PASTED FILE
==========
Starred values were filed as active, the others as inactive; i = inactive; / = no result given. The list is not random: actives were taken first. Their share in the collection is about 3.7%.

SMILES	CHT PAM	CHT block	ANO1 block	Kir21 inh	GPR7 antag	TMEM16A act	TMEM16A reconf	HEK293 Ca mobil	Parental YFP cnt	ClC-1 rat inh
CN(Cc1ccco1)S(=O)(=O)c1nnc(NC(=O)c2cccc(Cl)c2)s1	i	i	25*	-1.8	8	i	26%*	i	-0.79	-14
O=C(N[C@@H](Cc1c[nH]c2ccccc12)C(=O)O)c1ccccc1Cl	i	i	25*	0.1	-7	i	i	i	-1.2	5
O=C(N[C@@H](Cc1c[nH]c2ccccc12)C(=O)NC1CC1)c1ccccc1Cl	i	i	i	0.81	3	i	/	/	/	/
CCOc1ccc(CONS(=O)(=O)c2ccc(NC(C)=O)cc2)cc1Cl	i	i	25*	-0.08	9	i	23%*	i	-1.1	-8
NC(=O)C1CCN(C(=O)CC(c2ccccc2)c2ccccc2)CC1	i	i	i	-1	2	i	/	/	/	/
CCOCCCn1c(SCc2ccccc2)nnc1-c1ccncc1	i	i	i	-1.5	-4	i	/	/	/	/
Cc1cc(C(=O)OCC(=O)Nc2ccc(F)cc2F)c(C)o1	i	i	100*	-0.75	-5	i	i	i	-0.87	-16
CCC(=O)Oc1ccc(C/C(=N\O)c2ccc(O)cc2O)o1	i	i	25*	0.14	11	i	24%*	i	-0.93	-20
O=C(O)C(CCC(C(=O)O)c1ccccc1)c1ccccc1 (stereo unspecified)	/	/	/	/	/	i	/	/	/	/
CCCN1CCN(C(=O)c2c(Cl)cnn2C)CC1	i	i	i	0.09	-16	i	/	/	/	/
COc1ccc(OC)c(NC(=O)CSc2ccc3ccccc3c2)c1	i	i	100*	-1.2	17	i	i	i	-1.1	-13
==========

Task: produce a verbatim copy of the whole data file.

Starred values were filed as active, the others as inactive; i = inactive; / = no result given. The list is not random: actives were taken first. Their share in the collection is about 3.7%.

SMILES	CHT PAM	CHT block	ANO1 block	Kir21 inh	GPR7 antag	TMEM16A act	TMEM16A reconf	HEK293 Ca mobil	Parental YFP cnt	ClC-1 rat inh
CN(Cc1ccco1)S(=O)(=O)c1nnc(NC(=O)c2cccc(Cl)c2)s1	i	i	25*	-1.8	8	i	26%*	i	-0.79	-14
O=C(N[C@@H](Cc1c[nH]c2ccccc12)C(=O)O)c1ccccc1Cl	i	i	25*	0.1	-7	i	i	i	-1.2	5
O=C(N[C@@H](Cc1c[nH]c2ccccc12)C(=O)NC1CC1)c1ccccc1Cl	i	i	i	0.81	3	i	/	/	/	/
CCOc1ccc(CONS(=O)(=O)c2ccc(NC(C)=O)cc2)cc1Cl	i	i	25*	-0.08	9	i	23%*	i	-1.1	-8
NC(=O)C1CCN(C(=O)CC(c2ccccc2)c2ccccc2)CC1	i	i	i	-1	2	i	/	/	/	/
CCOCCCn1c(SCc2ccccc2)nnc1-c1ccncc1	i	i	i	-1.5	-4	i	/	/	/	/
Cc1cc(C(=O)OCC(=O)Nc2ccc(F)cc2F)c(C)o1	i	i	100*	-0.75	-5	i	i	i	-0.87	-16
CCC(=O)Oc1ccc(C/C(=N\O)c2ccc(O)cc2O)o1	i	i	25*	0.14	11	i	24%*	i	-0.93	-20
O=C(O)C(CCC(C(=O)O)c1ccccc1)c1ccccc1 (stereo unspecified)	/	/	/	/	/	i	/	/	/	/
CCCN1CCN(C(=O)c2c(Cl)cnn2C)CC1	i	i	i	0.09	-16	i	/	/	/	/
COc1ccc(OC)c(NC(=O)CSc2ccc3ccccc3c2)c1	i	i	100*	-1.2	17	i	i	i	-1.1	-13